Cluster headaches — or “suicide headaches” as they’re known due to treatment-resistant sufferers who have killed themselves — are a little understood neurological disorder which crops up in a diverse cross-section of the population.
No clear pattern along genetic lines is evident as yet, and there are currently very few potent and low side-effect pharmaceutical treatment options.
But LSD and psilocybin mushrooms have shown remarkable results in reducing or eliminating cluster headaches for weeks or months following a single treatment.
The impact is life changing for sufferers. Among all the powerful and important uses of psychedelics, the incredible and immediate positive effect for cluster headache sufferers is potentially the most clear-cut and urgent.
A Clear-Cut Call To Action
We need to study the effect of powerful hallucinogens such as LSD (lysergic acid diethylamide) and psilocybin, the active ingredient in ‘magic’ mushrooms, on debilitating cluster headaches, researchers say.
Their study, which points towards the effectiveness of these drugs, is published in the journal Neurology. It is the first formal look at reports of LSD’s therapeutic benefits in nearly 40 years, says Andrew Sewell of the Alcohol and Drug Abuse Research Center at McLean Hospital in Belmont, Massachusetts.
LSD was used extensively in psychiatric research in the 1960s, but as mainstream attitudes swung against ‘acid’, prohibitive measures made researching the beneficial effects of hallucinogens extremely difficult.
Looking Into Cluster Busting
Sewell and John Halpern, both of the Alcohol and Drug Abuse Research Center, decided to investigate.
They interviewed 53 cluster-headache sufferers around the world who had self-administered psychedelics in an attempt to alleviate their symptoms. Medical records were checked to verify that they did indeed suffer from cluster headaches.
This treatment commonly referred to as ‘busting’ is a way of using hallucinogenic tryptamines such as psilocybin to relieve a cluster headache.
Many cluster headache sufferers, affectionately called “Clusterheads,” find that small, sub-hallucinogenic doses of these tryptamines can end cluster headache cycles and prevent entire cycles from starting.
Desperate Times Call For Desperate Measures
It may seem extreme to resort to hallucinogens, but a cluster headache is nothing if not extreme. It’s been called the worst headache, or pain of any kind, known to medicine.
It is also called suicide headache, as suicide is known as a thankfully-rare symptom. Many clustered facing this beast call it just that: The Beast.
Their results are startling: the majority (85%) of psilocybin users report that it aborted attacks better than oxygen, which stopped attacks for 52% of the patients surveyed. LSD and psilocybin were both better at preventing future attacks than conventional medicines.
The authors note there are many potential sources of bias in this type of retrospective analysis: sufferers may be more likely to recall and report good experiences than bad, for example.
“Many retrospective studies have shown strong effects that evaporated when studied properly, so we are inclined to take a skeptical stance,” says Sewell.
Nonetheless, they say further research with controlled, randomized clinical trials are warranted.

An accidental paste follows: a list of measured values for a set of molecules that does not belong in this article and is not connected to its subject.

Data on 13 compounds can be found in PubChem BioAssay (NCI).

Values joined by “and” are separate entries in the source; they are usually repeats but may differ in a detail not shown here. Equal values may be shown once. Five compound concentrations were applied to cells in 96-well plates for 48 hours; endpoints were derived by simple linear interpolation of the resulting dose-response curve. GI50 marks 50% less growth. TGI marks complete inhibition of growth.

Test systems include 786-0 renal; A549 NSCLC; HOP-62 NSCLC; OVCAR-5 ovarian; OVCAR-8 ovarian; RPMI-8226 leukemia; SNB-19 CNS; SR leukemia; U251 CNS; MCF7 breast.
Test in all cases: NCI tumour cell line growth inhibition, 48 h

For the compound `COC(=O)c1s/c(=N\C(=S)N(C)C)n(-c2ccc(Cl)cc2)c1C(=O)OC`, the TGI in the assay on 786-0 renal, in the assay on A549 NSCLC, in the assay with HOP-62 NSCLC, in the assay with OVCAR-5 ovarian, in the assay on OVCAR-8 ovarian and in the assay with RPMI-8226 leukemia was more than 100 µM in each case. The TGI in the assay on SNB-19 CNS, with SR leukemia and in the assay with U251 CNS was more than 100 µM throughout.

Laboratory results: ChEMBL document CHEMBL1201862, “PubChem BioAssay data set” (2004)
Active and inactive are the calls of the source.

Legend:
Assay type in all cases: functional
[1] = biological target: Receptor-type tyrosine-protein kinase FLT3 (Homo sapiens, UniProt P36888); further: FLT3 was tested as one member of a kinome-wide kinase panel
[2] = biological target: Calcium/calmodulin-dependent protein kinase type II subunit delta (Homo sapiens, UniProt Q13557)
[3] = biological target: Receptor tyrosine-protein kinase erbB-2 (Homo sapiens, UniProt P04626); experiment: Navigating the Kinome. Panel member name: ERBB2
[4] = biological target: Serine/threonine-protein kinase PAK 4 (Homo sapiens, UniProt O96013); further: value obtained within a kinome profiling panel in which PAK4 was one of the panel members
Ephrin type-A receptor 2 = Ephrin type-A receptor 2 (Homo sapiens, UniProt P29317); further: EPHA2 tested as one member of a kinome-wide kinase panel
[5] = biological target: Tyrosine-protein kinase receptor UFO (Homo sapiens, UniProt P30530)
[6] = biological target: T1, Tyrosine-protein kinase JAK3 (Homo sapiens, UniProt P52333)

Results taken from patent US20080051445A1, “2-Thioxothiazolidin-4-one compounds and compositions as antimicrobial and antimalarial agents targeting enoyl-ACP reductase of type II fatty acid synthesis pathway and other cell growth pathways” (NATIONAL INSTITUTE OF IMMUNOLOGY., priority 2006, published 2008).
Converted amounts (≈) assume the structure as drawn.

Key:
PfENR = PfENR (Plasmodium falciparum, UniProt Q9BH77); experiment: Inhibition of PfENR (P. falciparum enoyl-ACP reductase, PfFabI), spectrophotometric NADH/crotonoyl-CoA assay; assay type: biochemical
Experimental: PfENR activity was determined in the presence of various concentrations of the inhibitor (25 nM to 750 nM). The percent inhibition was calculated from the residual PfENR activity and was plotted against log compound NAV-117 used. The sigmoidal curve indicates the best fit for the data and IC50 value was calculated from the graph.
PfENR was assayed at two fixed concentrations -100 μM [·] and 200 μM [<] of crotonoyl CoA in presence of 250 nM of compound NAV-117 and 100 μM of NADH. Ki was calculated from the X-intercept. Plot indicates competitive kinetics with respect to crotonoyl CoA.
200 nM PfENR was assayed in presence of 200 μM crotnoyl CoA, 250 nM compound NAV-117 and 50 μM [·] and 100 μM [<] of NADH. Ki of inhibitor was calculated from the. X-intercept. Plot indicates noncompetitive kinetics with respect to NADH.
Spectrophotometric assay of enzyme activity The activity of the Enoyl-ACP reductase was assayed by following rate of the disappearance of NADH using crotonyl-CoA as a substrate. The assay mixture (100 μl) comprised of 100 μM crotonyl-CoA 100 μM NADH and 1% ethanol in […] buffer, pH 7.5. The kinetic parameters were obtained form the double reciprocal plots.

A Little Bit Goes A Long Way
In the meantime, many sufferers are convinced of the psychedelic drugs utility. One patient, Bob Wold, started the Clusterbusters website to alert the community to the potential benefits and dangers of psychedelic drugs.
For him, he says, a single dose every six months helps to stave off attacks. “I use psilocybin, and use just enough that I can feel the effects but don’t really hallucinate as people would expect.” The feeling, he says, is similar to what others might call a “two-beer buzz”.
Many medications are effective to some degree. High-volume pure oxygen or triptans such as Imitrex injections are commonly used to relieve individual attacks.
There are many treatments to prevent attacks, including verapamil, lithium, and steroids; these vary in effectiveness and severity of side effects.
You Can’t Argue With Results
A 2006 Yale study published in the Neurology journal interviewed 53 people who used psilocybin or LSD to treat their cluster headaches.
“Twenty-two of 26 psilocybin users reported that psilocybin aborted attacks; 25 of 48 psilocybin users and 7 of 8 LSD users reported cluster period termination; 18 of 19 psilocybin users and 4 of 5 LSD users reported remission period extension,” the study claims.
“Research on the effects of psilocybin and LSD on cluster headache may be warranted.”
In 2010, scientists followed up with a non-psychotropic chemical related to LSD and found that it was also effective in stopping cluster headaches. Researchers speculate that the substances work by shrinking the brain’s blood vessels, which stops the nerves from being pinched.
Illegal But Effective
There is one major catch to psychedelic cluster headache treatment, of course: Both psilocybin and LSD are strictly prohibited in the United States by the federal government, which considers them drugs of abuse with no medical value.
That not only means that further research is difficult to perform, it also requires sufferers to break the law to acquire and use the substances, risking their freedom and their livelihood in order to try the only remedy that can put a stop to their misery.
It is unclear how the drugs might work, though it is clear they affect the brain. LSD and psilocybin are types of amines called tryptamines, and their chemical structures are very similar to natural neurotransmitters such as serotonin.
One conventional medicine for cluster headaches, Methysergide, is known to be chemically similar to LSD.